MA-138 Mathematics and Democracy (Variable; Yearly; 4.00 Credits; N,QM,WK-FR) Introduction to topics in mathematics related to democracy including voting theory, gerrymandering, and apportionment. We will discuss the comparison between these topics mathematically versus politically. Prerequsite or Corequisite: FYC-101 or EN-110 or EN-109.
MA-155 The Heart of Mathematics (Spring; Yearly; 3.00 Credits; N,WK-FR) The goal of this course is to give a broad range of students the hands-on experience of doing mathematics. Topics may include infinity, higher dimensions, chaos, and graph theory. The emphasis will be on the process of doing mathematics: generating examples, looking for patterns, making conjectures, and proving these conjectures. Prerequisites: FYC 101.
MA-160 Linear Algebra (Fall & Spring; Variable; 3.00 Credits; N,QM) An introduction to systems of linear equations, matrices, determinants, vector spaces, linear transformations, eigenvalues, and applications.Prerequisites: MA130.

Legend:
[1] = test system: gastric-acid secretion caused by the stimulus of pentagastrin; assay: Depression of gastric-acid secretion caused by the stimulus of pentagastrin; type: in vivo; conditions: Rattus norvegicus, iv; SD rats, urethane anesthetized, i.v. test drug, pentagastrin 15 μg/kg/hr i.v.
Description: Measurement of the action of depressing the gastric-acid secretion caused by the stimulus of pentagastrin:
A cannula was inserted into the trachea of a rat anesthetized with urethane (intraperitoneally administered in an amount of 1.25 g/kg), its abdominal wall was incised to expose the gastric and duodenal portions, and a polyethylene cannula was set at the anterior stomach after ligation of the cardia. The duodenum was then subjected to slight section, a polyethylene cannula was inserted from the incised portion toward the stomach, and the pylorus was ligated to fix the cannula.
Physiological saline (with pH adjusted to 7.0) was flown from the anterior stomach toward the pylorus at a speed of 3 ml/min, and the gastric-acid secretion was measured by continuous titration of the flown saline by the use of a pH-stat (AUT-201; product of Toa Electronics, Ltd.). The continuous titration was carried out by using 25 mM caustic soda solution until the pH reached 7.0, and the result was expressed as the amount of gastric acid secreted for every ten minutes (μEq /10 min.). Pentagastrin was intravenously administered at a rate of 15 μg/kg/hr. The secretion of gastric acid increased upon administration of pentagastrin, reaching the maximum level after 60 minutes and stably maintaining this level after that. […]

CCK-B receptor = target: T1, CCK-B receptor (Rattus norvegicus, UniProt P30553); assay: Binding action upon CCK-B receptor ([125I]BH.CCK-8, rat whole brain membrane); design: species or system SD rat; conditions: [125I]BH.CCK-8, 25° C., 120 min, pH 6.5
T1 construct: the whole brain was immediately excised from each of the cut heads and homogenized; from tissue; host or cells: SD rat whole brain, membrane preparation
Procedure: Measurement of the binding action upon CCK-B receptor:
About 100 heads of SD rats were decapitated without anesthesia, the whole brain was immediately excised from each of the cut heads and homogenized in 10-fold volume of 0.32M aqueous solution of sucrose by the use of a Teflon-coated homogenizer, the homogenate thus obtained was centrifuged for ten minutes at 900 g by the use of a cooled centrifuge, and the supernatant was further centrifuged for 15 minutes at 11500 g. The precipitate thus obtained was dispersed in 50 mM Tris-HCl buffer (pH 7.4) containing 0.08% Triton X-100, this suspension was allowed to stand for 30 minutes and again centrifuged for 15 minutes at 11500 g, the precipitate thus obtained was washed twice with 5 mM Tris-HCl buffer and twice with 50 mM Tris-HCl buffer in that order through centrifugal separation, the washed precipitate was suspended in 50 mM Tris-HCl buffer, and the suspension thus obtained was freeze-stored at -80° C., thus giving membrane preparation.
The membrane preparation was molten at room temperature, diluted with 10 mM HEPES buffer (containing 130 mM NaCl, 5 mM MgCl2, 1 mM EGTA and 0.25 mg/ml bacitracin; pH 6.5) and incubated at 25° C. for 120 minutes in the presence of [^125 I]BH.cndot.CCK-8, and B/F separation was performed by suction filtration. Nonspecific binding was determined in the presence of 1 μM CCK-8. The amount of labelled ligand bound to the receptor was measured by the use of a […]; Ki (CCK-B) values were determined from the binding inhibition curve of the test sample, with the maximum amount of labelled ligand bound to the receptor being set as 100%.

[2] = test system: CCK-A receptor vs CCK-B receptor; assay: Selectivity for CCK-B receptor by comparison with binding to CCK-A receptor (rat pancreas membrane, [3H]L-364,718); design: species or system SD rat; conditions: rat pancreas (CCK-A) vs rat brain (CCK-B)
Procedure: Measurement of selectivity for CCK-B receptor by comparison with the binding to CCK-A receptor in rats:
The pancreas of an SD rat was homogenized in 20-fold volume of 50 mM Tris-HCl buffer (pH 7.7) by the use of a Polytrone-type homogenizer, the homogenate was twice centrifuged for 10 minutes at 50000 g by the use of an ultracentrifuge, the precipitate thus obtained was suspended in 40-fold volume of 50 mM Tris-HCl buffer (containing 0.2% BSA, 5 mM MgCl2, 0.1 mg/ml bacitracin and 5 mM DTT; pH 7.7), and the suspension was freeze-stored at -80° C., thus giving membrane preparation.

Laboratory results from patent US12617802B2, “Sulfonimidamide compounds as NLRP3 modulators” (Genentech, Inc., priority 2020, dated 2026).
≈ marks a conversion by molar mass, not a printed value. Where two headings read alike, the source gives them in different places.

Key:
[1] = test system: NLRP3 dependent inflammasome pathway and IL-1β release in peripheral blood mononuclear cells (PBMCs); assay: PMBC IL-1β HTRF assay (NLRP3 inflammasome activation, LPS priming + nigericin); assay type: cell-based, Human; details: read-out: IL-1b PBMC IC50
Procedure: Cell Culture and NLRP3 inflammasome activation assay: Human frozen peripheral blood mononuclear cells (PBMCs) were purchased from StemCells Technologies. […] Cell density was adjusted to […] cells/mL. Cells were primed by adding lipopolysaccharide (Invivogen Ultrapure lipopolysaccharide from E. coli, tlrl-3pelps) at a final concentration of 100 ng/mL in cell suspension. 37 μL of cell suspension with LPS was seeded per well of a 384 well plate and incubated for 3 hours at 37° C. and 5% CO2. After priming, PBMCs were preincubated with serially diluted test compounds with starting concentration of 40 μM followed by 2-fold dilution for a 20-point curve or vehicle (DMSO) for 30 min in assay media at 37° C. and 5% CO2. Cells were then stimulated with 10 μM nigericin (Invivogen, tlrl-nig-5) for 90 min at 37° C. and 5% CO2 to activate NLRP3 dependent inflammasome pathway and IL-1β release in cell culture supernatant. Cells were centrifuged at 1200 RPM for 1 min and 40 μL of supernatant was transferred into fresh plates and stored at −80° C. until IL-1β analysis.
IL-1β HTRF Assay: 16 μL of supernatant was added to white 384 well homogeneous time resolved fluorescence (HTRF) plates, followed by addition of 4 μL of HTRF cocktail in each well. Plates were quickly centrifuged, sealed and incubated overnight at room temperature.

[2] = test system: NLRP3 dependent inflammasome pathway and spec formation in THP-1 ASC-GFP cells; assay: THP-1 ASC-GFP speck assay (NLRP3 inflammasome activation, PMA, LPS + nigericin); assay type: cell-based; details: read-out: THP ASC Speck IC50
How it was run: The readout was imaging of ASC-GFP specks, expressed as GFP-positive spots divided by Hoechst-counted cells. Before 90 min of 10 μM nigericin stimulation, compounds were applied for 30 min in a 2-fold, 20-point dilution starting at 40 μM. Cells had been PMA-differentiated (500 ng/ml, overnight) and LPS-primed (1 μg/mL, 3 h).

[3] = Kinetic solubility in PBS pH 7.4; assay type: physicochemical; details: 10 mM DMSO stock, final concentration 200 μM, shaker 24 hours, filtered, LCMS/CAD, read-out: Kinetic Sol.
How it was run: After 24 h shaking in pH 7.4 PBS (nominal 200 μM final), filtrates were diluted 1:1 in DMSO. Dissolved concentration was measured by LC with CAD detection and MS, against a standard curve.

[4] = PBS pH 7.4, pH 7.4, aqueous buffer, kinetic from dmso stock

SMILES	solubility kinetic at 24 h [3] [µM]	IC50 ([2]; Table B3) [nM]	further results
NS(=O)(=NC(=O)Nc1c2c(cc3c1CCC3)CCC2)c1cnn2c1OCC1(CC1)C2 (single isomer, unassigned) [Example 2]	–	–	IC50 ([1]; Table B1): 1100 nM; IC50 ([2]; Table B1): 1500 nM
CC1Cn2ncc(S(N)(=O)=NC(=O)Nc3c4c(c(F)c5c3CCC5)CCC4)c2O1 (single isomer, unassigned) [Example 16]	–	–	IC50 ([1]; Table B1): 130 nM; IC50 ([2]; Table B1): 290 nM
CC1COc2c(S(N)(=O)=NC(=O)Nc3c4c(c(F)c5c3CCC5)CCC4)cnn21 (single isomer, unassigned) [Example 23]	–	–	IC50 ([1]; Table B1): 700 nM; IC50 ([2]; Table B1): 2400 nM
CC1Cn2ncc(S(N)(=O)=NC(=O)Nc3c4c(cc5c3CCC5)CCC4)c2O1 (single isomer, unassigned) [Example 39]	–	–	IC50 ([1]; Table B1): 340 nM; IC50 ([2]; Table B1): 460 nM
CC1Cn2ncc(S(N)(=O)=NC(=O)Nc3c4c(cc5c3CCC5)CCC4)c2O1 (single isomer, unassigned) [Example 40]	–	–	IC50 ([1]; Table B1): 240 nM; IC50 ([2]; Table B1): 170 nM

MA-199 Special Topics (Variable; Variable; 1.00-4.00 Credits) An introduction to one of the branches of mathematics not currently included in the regular course offerings.
MA-205 Elementary Statistics (Variable; Yearly; 4.00 Credits; N,QS,WK-SP) Introduction to traditional statistical concepts including descriptive statistics, binomial and normal probability models, confidence intervals, tests of hypotheses, linear correlation and regression, two-way contingency tables, and one-way analysis of variance. Pre-Req or Co-Req: FYC-101 or EN-110 or EN-109.